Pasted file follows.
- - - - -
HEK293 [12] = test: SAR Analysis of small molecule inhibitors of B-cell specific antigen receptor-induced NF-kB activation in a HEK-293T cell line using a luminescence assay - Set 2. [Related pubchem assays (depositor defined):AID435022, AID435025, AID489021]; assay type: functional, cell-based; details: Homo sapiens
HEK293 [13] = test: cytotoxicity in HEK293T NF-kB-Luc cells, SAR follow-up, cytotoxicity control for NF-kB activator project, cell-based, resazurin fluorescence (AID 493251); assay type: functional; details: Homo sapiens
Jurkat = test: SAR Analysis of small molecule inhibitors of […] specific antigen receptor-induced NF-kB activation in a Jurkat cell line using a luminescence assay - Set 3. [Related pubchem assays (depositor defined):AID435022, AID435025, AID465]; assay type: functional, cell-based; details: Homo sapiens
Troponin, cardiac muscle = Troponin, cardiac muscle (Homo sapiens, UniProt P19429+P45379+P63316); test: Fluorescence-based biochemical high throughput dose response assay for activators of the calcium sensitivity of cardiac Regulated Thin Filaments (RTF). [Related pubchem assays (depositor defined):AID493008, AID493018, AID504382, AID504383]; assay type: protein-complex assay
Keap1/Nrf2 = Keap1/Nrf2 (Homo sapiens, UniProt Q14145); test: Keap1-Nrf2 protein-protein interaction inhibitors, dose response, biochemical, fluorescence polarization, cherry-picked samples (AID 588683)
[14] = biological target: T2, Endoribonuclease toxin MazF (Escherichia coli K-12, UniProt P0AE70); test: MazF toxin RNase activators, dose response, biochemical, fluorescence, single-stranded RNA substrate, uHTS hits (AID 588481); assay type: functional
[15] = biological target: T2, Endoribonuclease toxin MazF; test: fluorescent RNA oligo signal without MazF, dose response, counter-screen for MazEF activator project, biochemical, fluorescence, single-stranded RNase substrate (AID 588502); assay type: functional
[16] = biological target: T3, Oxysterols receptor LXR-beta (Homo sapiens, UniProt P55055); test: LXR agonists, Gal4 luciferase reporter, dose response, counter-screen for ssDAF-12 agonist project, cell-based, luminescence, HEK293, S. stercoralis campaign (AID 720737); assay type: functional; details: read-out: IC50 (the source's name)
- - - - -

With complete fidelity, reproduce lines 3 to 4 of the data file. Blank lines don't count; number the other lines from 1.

Jurkat = test: SAR Analysis of small molecule inhibitors of […] specific antigen receptor-induced NF-kB activation in a Jurkat cell line using a luminescence assay - Set 3. [Related pubchem assays (depositor defined):AID435022, AID435025, AID465]; assay type: functional, cell-based; details: Homo sapiens
Troponin, cardiac muscle = Troponin, cardiac muscle (Homo sapiens, UniProt P19429+P45379+P63316); test: Fluorescence-based biochemical high throughput dose response assay for activators of the calcium sensitivity of cardiac Regulated Thin Filaments (RTF). [Related pubchem assays (depositor defined):AID493008, AID493018, AID504382, AID504383]; assay type: protein-complex assay